Perhaps The Burgundy Briefcase is best described as a picaresque novel about education. The work is filled with various types of educations, and Lee Lindsey, willingly and unwillingly, gets educated in all all of these education types. Continue reading

CATEGORY: WordsDay

Thomas Mann’s Joseph the Provider: the truth of the story….

“Any attempt to examine the moral foundations of our exceedingly complicated world requires a certain amount of learning.” – Thomas Mann, Joseph the Provider

Thomas Mann (image courtesy Wikimedia)

Since Alfred Nobel established his prizes at the turn of the 20th century, there have been any number of recipients who have been, shall we say, arguable choices. The two prize areas where perhaps the greatest arguments have occurred have been the prize areas for peace and literature. On at least two occasions I have weighed in myself, once concerning Peter Handke, once concerning why the Nobel committee has refused to award an American writer the literature Nobel since Toni Morrison in 1993.

In making my way through the world literature section of the 2015 reading list, I’ll be looking at several literature Nobel winners including Sigrid Undset, Andre Gide, Herman Hesse, Jean-Paul Sartre, and Yasunari Kawabati. In the case of finalists not selected, such as Yukio Mishima from the reading list and the aforementioned Handke, their non-selection has spurred argument and controversy proving yet again the truth in that old and variously attributed adage, all art is political.

Thomas Mann won the literature Nobel in 1929. If one has read Mann’s work, one knows the Nobel committee got his selection right.

To Joseph the ProviderContinue reading

ArtSunday

Balzac’s Pere Goriot: a cautionary tale for helicopter parents…

Stop me if you’ve heard this one before…parent dotes on children who are ingrates and…yeah, well…

Pere Goriot by Honore de Balzac (image courtesy Goodreads)

It is easy to make arguments against Père Goriot. It’s a rather sloppy book because the author, Honoré de Balzac, wrote quickly and rarely labored over his words. It’s a frustrating book because Balzac veers back and forth between Romanticism and Realism, sometimes on the same page. Two characters who would seem to be major figures disappear from the novel without adequate explanation. The ending is both overly long and abrupt, quite an accomplishment in itself, but not the preferred effect one would expect a great author to achieve.

In spite of all these flaws, it’s a magnificent book and one that will haunt anyone who has been a parent or had a parent who, for all the best intentions in the world, can’t seem to get that most fundamental life relationship right.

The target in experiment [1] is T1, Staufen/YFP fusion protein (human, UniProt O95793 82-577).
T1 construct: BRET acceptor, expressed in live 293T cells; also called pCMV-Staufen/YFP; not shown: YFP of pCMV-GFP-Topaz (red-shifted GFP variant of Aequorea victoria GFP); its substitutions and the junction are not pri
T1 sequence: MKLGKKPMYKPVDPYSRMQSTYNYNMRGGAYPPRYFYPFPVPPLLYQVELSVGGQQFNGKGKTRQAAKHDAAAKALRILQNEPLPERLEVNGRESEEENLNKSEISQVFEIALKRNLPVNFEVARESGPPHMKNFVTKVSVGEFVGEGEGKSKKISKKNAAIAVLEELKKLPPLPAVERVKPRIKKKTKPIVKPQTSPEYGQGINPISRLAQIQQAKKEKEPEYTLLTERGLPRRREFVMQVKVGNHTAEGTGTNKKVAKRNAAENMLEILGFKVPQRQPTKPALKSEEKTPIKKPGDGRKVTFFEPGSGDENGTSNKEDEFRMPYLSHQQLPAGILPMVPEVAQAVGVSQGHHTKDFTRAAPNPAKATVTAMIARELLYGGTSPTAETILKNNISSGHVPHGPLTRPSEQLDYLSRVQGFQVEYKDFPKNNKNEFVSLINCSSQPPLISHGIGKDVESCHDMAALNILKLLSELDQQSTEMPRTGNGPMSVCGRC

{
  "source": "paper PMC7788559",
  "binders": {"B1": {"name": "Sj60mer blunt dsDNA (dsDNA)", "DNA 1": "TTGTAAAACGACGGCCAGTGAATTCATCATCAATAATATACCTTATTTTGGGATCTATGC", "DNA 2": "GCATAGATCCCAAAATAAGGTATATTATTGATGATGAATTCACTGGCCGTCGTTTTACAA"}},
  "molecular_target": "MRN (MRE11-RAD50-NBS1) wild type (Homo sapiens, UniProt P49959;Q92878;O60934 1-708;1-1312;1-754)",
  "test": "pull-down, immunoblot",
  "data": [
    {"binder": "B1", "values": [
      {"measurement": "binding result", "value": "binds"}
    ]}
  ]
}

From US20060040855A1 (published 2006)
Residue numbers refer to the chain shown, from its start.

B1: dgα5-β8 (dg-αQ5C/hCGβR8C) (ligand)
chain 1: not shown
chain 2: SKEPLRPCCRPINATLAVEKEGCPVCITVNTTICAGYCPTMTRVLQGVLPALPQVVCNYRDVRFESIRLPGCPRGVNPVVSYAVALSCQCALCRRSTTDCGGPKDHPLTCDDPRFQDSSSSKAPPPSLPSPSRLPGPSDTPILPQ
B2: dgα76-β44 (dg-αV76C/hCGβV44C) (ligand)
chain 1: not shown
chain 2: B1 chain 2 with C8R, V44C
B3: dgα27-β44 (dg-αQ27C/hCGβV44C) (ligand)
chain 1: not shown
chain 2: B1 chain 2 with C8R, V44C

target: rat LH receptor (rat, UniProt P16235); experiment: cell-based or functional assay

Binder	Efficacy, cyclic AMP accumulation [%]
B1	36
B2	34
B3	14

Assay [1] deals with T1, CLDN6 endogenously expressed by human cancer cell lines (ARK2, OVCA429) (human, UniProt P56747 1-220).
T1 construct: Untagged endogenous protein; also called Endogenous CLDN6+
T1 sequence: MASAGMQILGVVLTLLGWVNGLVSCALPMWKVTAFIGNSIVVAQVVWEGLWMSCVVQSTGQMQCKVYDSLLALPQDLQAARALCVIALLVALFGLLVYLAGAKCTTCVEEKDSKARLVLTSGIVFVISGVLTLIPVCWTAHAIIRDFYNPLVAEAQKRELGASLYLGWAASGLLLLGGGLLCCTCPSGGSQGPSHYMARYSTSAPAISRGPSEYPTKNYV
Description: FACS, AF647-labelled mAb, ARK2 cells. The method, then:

A couple of rambling asides before I get to Goriot. This is another of those books that I read a very long time ago (I believe Nixon was POTUS) and decided to re-read for this year’s world lit themed portion of the 2015 reading list. Continue reading

Art

MoMa, Bjork, and the future of art…

For art and artists, these are interesting times…as Adam Marsland reminds us, that’s a Chinese curse…

I’m currently working my way through a re-read of Honoré de Balzac’s marvelous Pere Goriot as part of my 2015 reading list. While the opportunity to savor Balzac’s loquacious piece of realism that examines parental love and Parisian society is certainly pleasant for a dyed-in-the-wool proponent of realism in its various literary expressions, both foreign and domestic, I have found myself with nothing to write about unless, as Mr. Micawber optimistically, invariably expected, something turns itself up.

One of the representations of the always inimitable, sometimes unfathomable Bjork at MoMA (image courtesy Vulture via Getty Images/Timothy A. Clary)

Since you are reading this, you know that my own Micawberean expectations have not been disappointed. A piece by art critic Jerry Saltz at the Vulture blog of New York Magazine caught my attention because it addresses one of the unresolved cultural questions left to us by the 20th century: to wit, how do we reconcile the merging of popular and what was once termed “high” culture and make intelligent determinations about what is culturally worthwhile for us to explore, discuss, even preserve in this merged culture?

This issue is one that I have explored extensively before, and, despite my best efforts to offer some explanations/insights/whining complaints, it pops up again and again and smacks me (metaphorically, of course) upside the head saying, “How do you like me now, Jim?” and forcing me to take yet another look at this perhaps never to be resolved issue.

So. Here we go again…. Continue reading